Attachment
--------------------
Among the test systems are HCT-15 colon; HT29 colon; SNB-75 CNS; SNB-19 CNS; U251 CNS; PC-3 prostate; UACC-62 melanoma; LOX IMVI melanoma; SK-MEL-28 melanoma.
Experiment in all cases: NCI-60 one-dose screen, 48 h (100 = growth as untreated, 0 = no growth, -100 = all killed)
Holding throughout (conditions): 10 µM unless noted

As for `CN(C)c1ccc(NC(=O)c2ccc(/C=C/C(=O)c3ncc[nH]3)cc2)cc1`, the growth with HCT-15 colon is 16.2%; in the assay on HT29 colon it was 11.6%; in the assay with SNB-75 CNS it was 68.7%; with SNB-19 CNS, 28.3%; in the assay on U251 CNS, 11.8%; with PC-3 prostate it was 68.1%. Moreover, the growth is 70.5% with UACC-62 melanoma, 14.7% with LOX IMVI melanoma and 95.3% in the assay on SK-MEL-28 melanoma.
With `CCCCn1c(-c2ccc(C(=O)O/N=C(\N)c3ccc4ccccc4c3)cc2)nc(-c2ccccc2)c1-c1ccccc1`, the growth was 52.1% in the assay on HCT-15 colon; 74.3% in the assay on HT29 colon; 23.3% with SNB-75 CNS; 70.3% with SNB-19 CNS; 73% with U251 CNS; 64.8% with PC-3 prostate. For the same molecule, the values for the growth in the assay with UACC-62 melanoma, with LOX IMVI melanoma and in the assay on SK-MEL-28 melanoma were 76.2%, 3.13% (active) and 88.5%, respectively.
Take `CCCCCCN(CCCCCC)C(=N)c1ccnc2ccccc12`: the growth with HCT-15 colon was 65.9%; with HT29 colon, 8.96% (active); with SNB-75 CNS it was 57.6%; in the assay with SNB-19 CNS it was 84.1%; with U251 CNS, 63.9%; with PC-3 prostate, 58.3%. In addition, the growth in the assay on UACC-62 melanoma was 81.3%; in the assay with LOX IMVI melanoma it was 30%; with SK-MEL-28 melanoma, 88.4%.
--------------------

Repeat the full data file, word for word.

Among the test systems are HCT-15 colon; HT29 colon; SNB-75 CNS; SNB-19 CNS; U251 CNS; PC-3 prostate; UACC-62 melanoma; LOX IMVI melanoma; SK-MEL-28 melanoma.
Experiment in all cases: NCI-60 one-dose screen, 48 h (100 = growth as untreated, 0 = no growth, -100 = all killed)
Holding throughout (conditions): 10 µM unless noted

As for `CN(C)c1ccc(NC(=O)c2ccc(/C=C/C(=O)c3ncc[nH]3)cc2)cc1`, the growth with HCT-15 colon is 16.2%; in the assay on HT29 colon it was 11.6%; in the assay with SNB-75 CNS it was 68.7%; with SNB-19 CNS, 28.3%; in the assay on U251 CNS, 11.8%; with PC-3 prostate it was 68.1%. Moreover, the growth is 70.5% with UACC-62 melanoma, 14.7% with LOX IMVI melanoma and 95.3% in the assay on SK-MEL-28 melanoma.
With `CCCCn1c(-c2ccc(C(=O)O/N=C(\N)c3ccc4ccccc4c3)cc2)nc(-c2ccccc2)c1-c1ccccc1`, the growth was 52.1% in the assay on HCT-15 colon; 74.3% in the assay on HT29 colon; 23.3% with SNB-75 CNS; 70.3% with SNB-19 CNS; 73% with U251 CNS; 64.8% with PC-3 prostate. For the same molecule, the values for the growth in the assay with UACC-62 melanoma, with LOX IMVI melanoma and in the assay on SK-MEL-28 melanoma were 76.2%, 3.13% (active) and 88.5%, respectively.
Take `CCCCCCN(CCCCCC)C(=N)c1ccnc2ccccc12`: the growth with HCT-15 colon was 65.9%; with HT29 colon, 8.96% (active); with SNB-75 CNS it was 57.6%; in the assay with SNB-19 CNS it was 84.1%; with U251 CNS, 63.9%; with PC-3 prostate, 58.3%. In addition, the growth in the assay on UACC-62 melanoma was 81.3%; in the assay with LOX IMVI melanoma it was 30%; with SK-MEL-28 melanoma, 88.4%.